Virtual reality training improves da vinci performance: A prospective trial

Jae Sung Cho, Koo Yong Hahn, Jung-Myun Kwak, Jin Kim, Se-Jin Baek, Jae Won Shin, Seon Hahn Kim

Research output: Contribution to journalReview article

18 Citations (Scopus)

Abstract

Introduction: The DV-Trainer™ (a virtual reality [VR] simulator) (Mimic Technologies, Inc., Seattle, WA) is one of several different robotic surgical training methods. We designed a prospective study to determine whether VR training could improve da Vinci® Surgical System (Intuitive Surgical, Inc., Sunnyvale, CA) performance. Subjects and Methods: Surgeons (n=12) were enrolled using a randomized protocol. Groups 1 (VR training) and 2 (control) participated in VR and da Vinci exercises. Participants' time and moving distance were combined to determine a composite score: VR index=1000/(time×moving distance). The da Vinci exercises included needle control and suturing. Procedure time and error were measured. A composite index (DV index) was computed and used to measure da Vinci competency. After the initial trial with both the VR and da Vinci exercises, only Group 1 was trained with the VR simulator following our institutional curriculum for 3 weeks. All members of both groups then participated in the second trial of the VR and da Vinci exercises and were scored in the same way as in the initial trial. Results: In the initial trial, there was no difference in the VR index (Group 1 versus Group 2, 8.9±3.3 versus 9.4±3.7; P=.832) and the DV index (Group 1 versus Group 2, 3.85±0.73 versus 3.66±0.65; P=.584) scores between the two groups. At the second time point, Group 1 showed increased VR index scores in comparison with Group 2 (19.3±4.5 versus 9.7±4.1, respectively; P=.001) and improved da Vinci performance skills as measured by the DV index (5.80±1.13 versus 4.05±1.03, respectively; P=.028) and by suturing time (7.1±1.54 minutes versus 10.55±1.93 minutes, respectively; P=.018). Conclusions: We found that VR simulator training can improve da Vinci performance. VR practice can result in an early plateau in the learning curve for robotic practice under controlled circumstances.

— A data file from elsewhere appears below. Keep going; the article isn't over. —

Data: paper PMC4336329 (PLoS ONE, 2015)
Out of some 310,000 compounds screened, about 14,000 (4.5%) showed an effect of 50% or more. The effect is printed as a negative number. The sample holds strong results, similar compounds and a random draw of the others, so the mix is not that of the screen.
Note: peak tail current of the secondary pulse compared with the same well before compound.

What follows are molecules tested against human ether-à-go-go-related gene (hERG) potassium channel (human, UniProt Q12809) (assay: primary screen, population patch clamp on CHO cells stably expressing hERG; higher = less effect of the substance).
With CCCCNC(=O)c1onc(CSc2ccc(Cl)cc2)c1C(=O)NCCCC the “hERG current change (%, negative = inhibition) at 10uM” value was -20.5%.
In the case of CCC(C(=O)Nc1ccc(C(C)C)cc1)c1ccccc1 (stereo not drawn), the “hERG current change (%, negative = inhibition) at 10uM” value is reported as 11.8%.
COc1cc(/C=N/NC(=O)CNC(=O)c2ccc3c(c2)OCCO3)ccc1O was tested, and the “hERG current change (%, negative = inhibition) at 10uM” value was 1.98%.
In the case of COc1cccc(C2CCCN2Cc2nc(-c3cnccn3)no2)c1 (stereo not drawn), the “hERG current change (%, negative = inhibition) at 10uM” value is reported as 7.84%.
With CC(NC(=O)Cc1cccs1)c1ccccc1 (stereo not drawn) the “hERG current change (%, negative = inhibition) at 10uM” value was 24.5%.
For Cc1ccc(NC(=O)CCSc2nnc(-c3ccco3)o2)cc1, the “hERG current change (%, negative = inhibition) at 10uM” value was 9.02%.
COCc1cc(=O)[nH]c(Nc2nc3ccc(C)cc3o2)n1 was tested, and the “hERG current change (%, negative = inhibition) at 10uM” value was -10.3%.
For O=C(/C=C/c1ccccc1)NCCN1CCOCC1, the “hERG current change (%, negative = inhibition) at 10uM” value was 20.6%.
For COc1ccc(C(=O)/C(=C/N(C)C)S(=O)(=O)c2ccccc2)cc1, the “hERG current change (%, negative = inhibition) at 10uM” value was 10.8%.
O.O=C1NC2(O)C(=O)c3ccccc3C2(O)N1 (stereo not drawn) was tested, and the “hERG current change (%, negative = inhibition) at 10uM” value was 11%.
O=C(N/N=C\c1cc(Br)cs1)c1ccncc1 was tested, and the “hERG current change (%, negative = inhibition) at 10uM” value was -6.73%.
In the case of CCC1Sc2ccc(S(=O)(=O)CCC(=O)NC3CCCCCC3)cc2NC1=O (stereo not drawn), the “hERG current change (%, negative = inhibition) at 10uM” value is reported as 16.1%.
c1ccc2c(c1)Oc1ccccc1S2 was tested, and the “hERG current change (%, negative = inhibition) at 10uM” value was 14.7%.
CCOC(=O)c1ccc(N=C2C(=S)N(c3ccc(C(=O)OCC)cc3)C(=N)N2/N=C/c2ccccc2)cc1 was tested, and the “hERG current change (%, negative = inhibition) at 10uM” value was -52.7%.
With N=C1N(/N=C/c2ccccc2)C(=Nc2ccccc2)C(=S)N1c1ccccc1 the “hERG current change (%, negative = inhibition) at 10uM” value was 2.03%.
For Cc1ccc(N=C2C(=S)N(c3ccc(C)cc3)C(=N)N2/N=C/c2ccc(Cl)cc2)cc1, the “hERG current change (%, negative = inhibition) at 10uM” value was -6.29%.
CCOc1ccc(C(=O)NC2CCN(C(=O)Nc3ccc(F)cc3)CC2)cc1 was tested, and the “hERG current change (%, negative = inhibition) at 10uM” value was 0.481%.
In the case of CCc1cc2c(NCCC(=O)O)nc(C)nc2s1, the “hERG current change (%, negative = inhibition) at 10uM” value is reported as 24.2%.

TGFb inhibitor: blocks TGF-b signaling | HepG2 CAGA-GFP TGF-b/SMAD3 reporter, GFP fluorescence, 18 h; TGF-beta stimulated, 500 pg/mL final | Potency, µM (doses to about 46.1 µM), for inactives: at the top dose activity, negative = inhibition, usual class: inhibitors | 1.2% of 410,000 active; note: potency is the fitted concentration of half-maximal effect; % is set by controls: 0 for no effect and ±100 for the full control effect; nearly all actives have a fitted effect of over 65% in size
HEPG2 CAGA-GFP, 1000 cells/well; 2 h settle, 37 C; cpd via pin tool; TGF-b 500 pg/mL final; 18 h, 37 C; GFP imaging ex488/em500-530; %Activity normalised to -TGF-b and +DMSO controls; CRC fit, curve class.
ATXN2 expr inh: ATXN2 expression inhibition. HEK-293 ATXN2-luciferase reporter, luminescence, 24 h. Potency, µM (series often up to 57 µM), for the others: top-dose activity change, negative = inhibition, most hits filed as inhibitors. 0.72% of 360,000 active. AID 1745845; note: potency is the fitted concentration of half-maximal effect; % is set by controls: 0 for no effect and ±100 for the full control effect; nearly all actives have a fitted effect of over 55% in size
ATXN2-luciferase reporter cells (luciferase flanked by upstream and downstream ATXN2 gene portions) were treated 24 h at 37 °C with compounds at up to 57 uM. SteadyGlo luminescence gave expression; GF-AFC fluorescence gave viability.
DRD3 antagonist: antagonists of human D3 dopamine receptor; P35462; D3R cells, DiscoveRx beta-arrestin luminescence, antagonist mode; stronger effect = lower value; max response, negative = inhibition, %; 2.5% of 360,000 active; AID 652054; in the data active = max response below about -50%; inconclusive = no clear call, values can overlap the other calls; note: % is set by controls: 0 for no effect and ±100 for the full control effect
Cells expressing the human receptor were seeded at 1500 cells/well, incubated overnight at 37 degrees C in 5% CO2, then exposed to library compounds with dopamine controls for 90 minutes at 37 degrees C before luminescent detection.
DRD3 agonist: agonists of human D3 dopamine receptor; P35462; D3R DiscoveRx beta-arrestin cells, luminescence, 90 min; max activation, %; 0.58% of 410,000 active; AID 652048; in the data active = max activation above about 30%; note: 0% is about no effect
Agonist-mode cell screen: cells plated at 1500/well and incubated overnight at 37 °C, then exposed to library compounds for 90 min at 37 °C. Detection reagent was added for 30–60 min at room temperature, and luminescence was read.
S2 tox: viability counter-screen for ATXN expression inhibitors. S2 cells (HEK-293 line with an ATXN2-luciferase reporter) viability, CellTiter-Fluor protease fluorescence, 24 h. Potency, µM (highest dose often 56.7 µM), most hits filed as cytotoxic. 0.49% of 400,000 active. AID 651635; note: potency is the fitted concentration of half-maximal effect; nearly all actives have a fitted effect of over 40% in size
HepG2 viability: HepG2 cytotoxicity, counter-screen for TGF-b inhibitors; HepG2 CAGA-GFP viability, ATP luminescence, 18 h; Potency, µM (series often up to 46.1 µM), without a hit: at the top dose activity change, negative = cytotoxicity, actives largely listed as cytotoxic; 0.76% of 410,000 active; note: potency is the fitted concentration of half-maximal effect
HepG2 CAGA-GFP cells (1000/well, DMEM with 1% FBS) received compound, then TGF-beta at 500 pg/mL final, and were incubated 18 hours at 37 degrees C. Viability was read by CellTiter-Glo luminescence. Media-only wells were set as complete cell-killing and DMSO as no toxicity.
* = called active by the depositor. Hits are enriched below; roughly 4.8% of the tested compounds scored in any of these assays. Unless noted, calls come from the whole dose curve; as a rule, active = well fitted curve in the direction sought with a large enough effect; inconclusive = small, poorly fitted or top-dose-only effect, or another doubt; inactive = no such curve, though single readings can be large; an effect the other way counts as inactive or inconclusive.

Original languageEnglish
Pages (from-to)992-998
Number of pages7
JournalJournal of Laparoendoscopic and Advanced Surgical Techniques
Volume23
Issue number12
DOIs
Publication statusPublished - 2013 Dec 1

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Exercise
Robotics
Learning Curve
Curriculum
Needles
Prospective Studies
Technology
Practice (Psychology)
Surgeons
tebufenozide

ASJC Scopus subject areas

  • Surgery

Cite this

Virtual reality training improves da vinci performance : A prospective trial. / Cho, Jae Sung; Hahn, Koo Yong; Kwak, Jung-Myun; Kim, Jin; Baek, Se-Jin; Shin, Jae Won; Kim, Seon Hahn.

In: Journal of Laparoendoscopic and Advanced Surgical Techniques, Vol. 23, No. 12, 01.12.2013, p. 992-998.

Research output: Contribution to journalReview article

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abstract = "Introduction: The DV-Trainer™ (a virtual reality [VR] simulator) (Mimic Technologies, Inc., Seattle, WA) is one of several different robotic surgical training methods. We designed a prospective study to determine whether VR training could improve da Vinci{\circledR} Surgical System (Intuitive Surgical, Inc., Sunnyvale, CA) performance. Subjects and Methods: Surgeons (n=12) were enrolled using a randomized protocol. Groups 1 (VR training) and 2 (control) participated in VR and da Vinci exercises. Participants' time and moving distance were combined to determine a composite score: VR index=1000/(time×moving distance). The da Vinci exercises included needle control and suturing. Procedure time and error were measured. A composite index (DV index) was computed and used to measure da Vinci competency. After the initial trial with both the VR and da Vinci exercises, only Group 1 was trained with the VR simulator following our institutional curriculum for 3 weeks. All members of both groups then participated in the second trial of the VR and da Vinci exercises and were scored in the same way as in the initial trial. Results: In the initial trial, there was no difference in the VR index (Group 1 versus Group 2, 8.9±3.3 versus 9.4±3.7; P=.832) and the DV index (Group 1 versus Group 2, 3.85±0.73 versus 3.66±0.65; P=.584) scores between the two groups. At the second time point, Group 1 showed increased VR index scores in comparison with Group 2 (19.3±4.5 versus 9.7±4.1, respectively; P=.001) and improved da Vinci performance skills as measured by the DV index (5.80±1.13 versus 4.05±1.03, respectively; P=.028) and by suturing time (7.1±1.54 minutes versus 10.55±1.93 minutes, respectively; P=.018). Conclusions: We found that VR simulator training can improve da Vinci performance. VR practice can result in an early plateau in the learning curve for robotic practice under controlled circumstances.",
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